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5 Ways to Get Rid of The Pre-Workout Nerves

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Call it nerves, jitters, anxiousness, the uncanny ability to have to pee right as a workout starts… Whatever you want to call it we’ve all faced it at some point in our “workout career” and you’ve almost definitely faced it if you’ve ever done a workout in a competition/competitive environment.

It doesn’t matter if you’re doing the CrossFit main site WOD, a brutal chipper, or even just a triplet of rowing, burpees, and double unders. Any workout that you see has a movement or a coupling of movements that will make you nervous and when you leave those nerves to go unchecked it can adversely affect your performance. Think about it, I know I’ve said “Man… I wouldn’t have come out of the gate so fast if I wasn’t so nervous” Ever said that too?

So how do we combat it? Let’s take a look:

1. Have a Plan and Stick To It

Yes I know that I’ve mentioned before that too much strategy is a bad thing, but a little strategy doesn’t hurt. Knowing how you’re going to attack a workout gives you a solid game plan. If you know that you have a plan you can work the plan. Eliminating this bit of the unknown can help you focus on knocking off the pieces of your plan instead of dreading pieces of the workout.

2. Know your Strengths

Maybe your one of those athletes that can move a ton of weight, but when it comes to running, your out of luck. You’ve probably said “I hate running” at least a dozen times this week. If so, focus on the fact that you can move weight and attack that as hard as you can. This can get you moving through the movements that you know best/can perform best faster than anyone else. Then when it comes to the part that you hate…that’s where you just endure. Thinking this through before the workout starts, can give you a small piece of mind, knowing that you’ll accept victories and failures with each of the movements.

3. Acknowledge your Weakness

In the same vein as knowing your strength, you should also acknowledge your weaknesses. For example: Pistols and I just generally don’t get along with each other. In a workout the other day, when I suffered through around 100 of them, I learned that they are truly a weakness for me. But rather than acknowledge this and dread them, acknowledge and try to push through them as best as you can. Knowing where you are weak or what your break points are will help you come up with a game plan prior to a workout. Having a plan can help settle your nerves.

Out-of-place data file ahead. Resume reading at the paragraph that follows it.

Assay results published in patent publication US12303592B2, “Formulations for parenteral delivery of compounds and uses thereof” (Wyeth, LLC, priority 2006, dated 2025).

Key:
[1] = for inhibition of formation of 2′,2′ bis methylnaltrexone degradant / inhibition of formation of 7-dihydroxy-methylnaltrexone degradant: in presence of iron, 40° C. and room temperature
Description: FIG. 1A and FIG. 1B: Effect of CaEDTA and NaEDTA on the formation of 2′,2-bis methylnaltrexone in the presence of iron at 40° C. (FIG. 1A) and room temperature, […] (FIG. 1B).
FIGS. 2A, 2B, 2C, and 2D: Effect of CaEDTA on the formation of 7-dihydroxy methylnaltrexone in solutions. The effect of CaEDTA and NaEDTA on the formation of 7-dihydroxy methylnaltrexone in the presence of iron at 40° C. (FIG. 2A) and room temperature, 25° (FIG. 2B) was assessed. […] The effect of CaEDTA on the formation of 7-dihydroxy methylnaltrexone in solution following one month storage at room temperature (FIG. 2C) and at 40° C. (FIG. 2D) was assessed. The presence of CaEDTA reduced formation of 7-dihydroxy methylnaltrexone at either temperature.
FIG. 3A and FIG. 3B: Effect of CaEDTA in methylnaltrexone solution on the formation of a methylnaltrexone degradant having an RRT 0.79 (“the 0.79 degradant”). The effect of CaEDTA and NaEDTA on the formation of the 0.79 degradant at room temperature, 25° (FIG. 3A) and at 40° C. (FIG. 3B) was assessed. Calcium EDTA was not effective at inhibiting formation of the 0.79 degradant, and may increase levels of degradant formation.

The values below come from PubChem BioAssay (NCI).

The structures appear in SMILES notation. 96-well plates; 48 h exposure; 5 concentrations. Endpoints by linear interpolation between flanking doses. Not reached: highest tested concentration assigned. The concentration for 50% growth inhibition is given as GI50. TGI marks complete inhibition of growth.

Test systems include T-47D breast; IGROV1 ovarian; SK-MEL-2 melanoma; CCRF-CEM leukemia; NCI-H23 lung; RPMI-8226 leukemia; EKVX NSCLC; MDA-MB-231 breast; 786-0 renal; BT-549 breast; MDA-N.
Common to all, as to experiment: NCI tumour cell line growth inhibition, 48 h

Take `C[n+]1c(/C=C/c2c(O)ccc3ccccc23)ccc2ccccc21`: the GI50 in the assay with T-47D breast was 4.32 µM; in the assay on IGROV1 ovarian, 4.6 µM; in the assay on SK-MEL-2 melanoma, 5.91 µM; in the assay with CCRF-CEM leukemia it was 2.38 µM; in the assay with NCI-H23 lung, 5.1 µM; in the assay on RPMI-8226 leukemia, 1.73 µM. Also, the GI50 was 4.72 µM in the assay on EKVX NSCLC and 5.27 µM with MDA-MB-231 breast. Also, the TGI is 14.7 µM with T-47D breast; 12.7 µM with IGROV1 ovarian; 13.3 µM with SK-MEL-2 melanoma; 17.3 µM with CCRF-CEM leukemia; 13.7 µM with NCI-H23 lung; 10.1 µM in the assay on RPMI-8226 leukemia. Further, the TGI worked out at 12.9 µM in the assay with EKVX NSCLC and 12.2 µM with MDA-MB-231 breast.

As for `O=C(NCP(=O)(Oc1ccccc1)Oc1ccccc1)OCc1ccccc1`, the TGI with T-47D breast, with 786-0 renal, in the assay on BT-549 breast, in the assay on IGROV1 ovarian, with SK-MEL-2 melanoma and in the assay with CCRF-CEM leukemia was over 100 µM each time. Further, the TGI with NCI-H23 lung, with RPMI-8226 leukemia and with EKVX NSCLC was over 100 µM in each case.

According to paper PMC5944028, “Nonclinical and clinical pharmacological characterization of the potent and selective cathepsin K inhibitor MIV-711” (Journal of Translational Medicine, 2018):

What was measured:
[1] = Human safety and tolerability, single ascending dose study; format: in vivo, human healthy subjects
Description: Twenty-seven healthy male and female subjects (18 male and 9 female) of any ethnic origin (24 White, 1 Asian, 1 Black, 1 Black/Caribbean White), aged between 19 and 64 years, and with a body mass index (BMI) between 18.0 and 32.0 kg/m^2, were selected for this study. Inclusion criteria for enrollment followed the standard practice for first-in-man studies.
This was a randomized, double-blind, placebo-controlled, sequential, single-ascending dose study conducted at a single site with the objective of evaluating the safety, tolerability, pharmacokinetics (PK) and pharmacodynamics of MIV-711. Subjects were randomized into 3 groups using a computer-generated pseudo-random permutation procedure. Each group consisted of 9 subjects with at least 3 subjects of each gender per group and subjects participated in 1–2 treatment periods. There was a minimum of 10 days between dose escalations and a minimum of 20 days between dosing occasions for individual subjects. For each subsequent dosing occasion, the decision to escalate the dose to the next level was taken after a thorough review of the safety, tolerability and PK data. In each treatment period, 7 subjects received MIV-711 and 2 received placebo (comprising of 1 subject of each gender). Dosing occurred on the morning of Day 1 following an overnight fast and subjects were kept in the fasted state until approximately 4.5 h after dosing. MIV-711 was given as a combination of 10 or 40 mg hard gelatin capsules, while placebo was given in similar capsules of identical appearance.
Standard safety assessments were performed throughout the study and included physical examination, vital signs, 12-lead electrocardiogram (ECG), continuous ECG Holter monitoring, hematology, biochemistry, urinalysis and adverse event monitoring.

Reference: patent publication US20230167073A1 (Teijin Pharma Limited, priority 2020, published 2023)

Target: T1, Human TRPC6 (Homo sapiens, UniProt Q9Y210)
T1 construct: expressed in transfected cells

4. Be Careful with Pre-Workout Supplements

Creatine, Protein, BCAAs, these are okay. I’m talking about the Performance Enhancing Pre Workout Mega-Bombs (patent pending) that are loaded with caffeine and do nothing but get you all jittery and borderline nauseous. These jitters can be confused with nerves, you really aren’t nervous, you’ve just got a lot of chemicals running around your body.

The only one that I would suggest that would be okay would be a pre-workout with zero caffeine and uses Beta-Alanine as an energy source. You’ll know it when this one kicks in..it makes your face feel a little tingly, but it won’t give you the jitters like the other caffeine laced pre-workout products. Progenex Force is an example of a good Beta-Alanine based pre-workout, but there are several others available on the market. Do your research or ask around your gym for recommendations.

5. Be Okay with Failure (But Only if You’re Learning)

You know you are supposed to fail right? That’s part of learning and getting better at what we do in the functional fitness world. You know that other people are going to see you fail right? You know that EVERY SINGLE person that’s standing around watching you fail has also FAILED THEMSELVES right? That’s part of the sport. It happens. Embrace failure…but only if you’re learning from your failure. If you’re constantly failing at a snatch attempt, ask yourself why? Is it strength? bar path? shoulder mobility? Once you figure out what it is…attack it as hard as you can. Learn to turn your failures into successes, one step at a time.

What are some tips and tricks that you use to combat pre workout nerves? How about learning from your failures? Let me know in the comments or on the EveryLastRep Facebook Page